The ACT has recorded its first death from coronavirus.
The patient, a woman in her 80s, acquired the disease from overseas and died in Canberra Hospital over the weekend.
Health Minister Rachel Stephen-Smith said the woman was understood to have had a pre-existing health condition, although she did not provide further detail out of respect for the woman's family.
Ms Stephen-Smith would not say if the woman had been a passenger on a cruise ship, only that she contracted the virus outside Australia.
The news of the woman's death, which brought the national death toll from coronavirus to 18, came as the ACT recorded just one new case of COVID-19 in the past 24 hours.
ACT Chief Health Officer Dr Kerryn Coleman, Chief Minister Andrew Barr, Opposition leader Alistair Coe and Ms Stephen-Smith expressed their condolences to the woman's family.
"This does reflect the significance of this virus and the impacts it can particularly have on older people," Mr Barr said.
"It serves as a reminder about why we must all observe the rules which have been put in place by the national cabinet over the weekend."
Ms Stephen-Smith said the death was a "tragic reminder" that the ACT was not "immune and somehow magically protected" from the virus.
ACT Opposition leader Alistair Coe said: "I offer my deepest sympathy to the family and friends of a Canberra woman who has passed away after contracting COVID-19.
"I hope to encourage all Canberrans to continue to follow the advice of National Cabinet and health authorities. Now more than ever is the time for our community to draw together in spirit and solidarity."
The new case is a woman in her 30s, who has been linked to overseas travel.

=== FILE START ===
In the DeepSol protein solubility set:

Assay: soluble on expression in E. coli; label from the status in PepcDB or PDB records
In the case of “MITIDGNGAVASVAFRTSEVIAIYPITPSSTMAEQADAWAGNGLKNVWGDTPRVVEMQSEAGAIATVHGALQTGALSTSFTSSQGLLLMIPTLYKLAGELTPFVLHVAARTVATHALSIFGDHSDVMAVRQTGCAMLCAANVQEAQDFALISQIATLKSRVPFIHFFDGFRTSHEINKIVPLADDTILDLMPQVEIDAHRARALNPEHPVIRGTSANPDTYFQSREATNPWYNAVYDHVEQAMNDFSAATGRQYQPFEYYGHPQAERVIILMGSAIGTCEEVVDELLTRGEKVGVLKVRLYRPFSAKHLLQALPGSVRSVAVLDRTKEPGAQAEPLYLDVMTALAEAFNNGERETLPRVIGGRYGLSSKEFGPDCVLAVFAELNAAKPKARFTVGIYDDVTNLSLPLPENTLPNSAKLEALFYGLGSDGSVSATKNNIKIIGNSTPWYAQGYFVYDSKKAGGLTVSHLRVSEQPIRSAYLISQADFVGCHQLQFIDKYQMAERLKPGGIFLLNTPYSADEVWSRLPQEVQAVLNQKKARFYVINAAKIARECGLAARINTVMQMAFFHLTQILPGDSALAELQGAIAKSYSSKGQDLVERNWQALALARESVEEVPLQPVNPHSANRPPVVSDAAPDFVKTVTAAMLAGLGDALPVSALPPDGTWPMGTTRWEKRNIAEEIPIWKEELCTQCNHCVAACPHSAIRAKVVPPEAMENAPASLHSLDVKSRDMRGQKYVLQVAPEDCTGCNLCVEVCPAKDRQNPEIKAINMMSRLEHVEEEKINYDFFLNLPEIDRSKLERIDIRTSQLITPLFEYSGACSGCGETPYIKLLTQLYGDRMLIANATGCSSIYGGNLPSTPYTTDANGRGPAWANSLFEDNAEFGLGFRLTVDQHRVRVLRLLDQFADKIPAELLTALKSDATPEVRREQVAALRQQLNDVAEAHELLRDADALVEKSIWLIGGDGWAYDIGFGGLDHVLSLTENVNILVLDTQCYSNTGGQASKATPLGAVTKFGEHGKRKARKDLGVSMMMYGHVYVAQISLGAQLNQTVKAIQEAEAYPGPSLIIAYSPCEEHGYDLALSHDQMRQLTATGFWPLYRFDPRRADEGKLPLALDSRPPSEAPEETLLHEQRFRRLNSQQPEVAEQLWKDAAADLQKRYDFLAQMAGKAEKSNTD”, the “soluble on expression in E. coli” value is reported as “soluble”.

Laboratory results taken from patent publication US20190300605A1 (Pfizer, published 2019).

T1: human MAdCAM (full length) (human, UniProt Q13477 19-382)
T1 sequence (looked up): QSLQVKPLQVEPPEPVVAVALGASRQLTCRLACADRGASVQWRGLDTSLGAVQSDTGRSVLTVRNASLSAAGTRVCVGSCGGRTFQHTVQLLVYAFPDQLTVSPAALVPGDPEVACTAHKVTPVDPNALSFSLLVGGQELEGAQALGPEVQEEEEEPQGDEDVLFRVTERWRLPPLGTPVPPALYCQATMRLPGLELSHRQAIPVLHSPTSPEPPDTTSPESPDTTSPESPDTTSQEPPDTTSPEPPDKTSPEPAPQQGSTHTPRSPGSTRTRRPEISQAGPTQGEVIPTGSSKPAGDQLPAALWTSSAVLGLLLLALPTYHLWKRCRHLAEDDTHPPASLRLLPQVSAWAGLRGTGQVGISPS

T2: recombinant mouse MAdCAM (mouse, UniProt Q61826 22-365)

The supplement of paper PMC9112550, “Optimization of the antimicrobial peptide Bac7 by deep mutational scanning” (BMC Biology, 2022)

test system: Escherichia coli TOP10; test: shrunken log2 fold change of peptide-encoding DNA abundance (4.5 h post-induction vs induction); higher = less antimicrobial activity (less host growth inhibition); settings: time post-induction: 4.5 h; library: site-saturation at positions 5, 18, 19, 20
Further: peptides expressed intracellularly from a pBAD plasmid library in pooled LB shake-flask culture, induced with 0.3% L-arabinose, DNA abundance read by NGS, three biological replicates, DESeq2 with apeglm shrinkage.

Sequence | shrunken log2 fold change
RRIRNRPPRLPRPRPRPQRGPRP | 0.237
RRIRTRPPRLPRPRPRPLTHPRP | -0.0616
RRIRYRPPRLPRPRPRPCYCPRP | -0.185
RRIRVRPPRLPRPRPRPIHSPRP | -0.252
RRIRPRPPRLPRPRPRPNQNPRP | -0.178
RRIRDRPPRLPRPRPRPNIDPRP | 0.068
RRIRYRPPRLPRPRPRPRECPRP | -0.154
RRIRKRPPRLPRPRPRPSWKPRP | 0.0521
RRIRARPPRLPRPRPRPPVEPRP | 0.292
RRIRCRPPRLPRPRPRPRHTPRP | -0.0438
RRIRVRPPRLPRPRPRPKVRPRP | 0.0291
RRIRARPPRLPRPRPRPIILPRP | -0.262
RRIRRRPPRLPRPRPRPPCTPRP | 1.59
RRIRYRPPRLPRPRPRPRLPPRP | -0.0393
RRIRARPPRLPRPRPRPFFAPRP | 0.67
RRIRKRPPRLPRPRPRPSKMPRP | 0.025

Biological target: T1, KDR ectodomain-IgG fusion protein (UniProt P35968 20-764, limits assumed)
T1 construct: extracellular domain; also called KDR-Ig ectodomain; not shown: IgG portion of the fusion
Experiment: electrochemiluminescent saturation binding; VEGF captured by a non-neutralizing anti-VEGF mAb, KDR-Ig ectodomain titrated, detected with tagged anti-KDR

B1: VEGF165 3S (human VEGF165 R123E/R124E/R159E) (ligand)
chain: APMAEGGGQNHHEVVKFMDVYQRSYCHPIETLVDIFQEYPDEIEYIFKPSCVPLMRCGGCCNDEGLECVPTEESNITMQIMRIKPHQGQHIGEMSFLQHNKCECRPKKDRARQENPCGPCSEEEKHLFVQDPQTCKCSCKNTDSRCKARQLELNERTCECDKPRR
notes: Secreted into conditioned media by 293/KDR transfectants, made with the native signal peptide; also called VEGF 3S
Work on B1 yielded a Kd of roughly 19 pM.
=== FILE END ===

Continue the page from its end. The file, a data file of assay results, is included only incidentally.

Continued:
There are now 78 coronavirus cases in the ACT.
Health authorities are still investigating how two further cases contracted the virus.
Six cases remain in Canberra Hospital, while the rest are self-isolating. Two in Canberra Hospital remain in the intensive care unit.
There is still no evidence of community transmission of COVID-19 in the ACT, although health authorities continue to warn that it was only a matter of time.
The percentage of new coronavirus cases across Australia has been falling in recent days, giving authorities hopes that travel restrictions and "social distancing" measures designed to slow the virus' spread have been working.
Dr Coleman said the decision to shut Australia's borders to overseas visitors had been a major factor in reducing the number of new cases.
But she cautioned that the numbers of daily cases could spike any day.
Seven passengers on an international flight from Doha to Canberra had been forced to spend the weekend quarantined in Barton's Burbury Hotel after landing on Saturday morning.
Five of those passengers have now been given permission to finish their mandatory 14-day isolation period at home, while two will remain at the hotel.
Ms Stephen-Smith said the decision to release the five passengers was not at odds with Prime Minister Scott Morrison's position, who announced on Friday that all overseas arrivals would be quarantined at a hotel for 14 days.
She said the national cabinet had specifically given state and territory chief health officers the power to decide if it was appropriate for an individual to quarantine at home.
"The chief health officer ... is satisfied that sufficient arrangements have been put in place to enable those people to undertake mandatory quarantine," she said.
Ms Stephen-Smith said health protection authorities and defence personnel were making daily contact with those required to be in self-isolation, to both check in on their physical and mental health and to make sure they were staying at home.
However, The Canberra Times is aware of people who are yet to be contacted by authorities more than a week after they returned from overseas.
She said ACT Policing had started randomly visiting the homes of people who were required to be in mandatory isolation. She said the overwhelming majority of people were complying with the rules, although she said there had been one "difficult case".
On Monday, Mr Barr took aim at Canberrans who chose to spend the weekend on the NSW South Coast, despite being urged to remain at home.
"If you are a Canberran, you should be staying in Canberra," he said.
"That is the best thing that you can do for South Coast communities and for your own well-being.
"We are appealing to people's common sense, people's understanding of the situation in other communities and would ask the question - 'why would you do that [travel]'?
"In light of what is happening in this country and around the world, it just strikes me as extraordinarily selfish."
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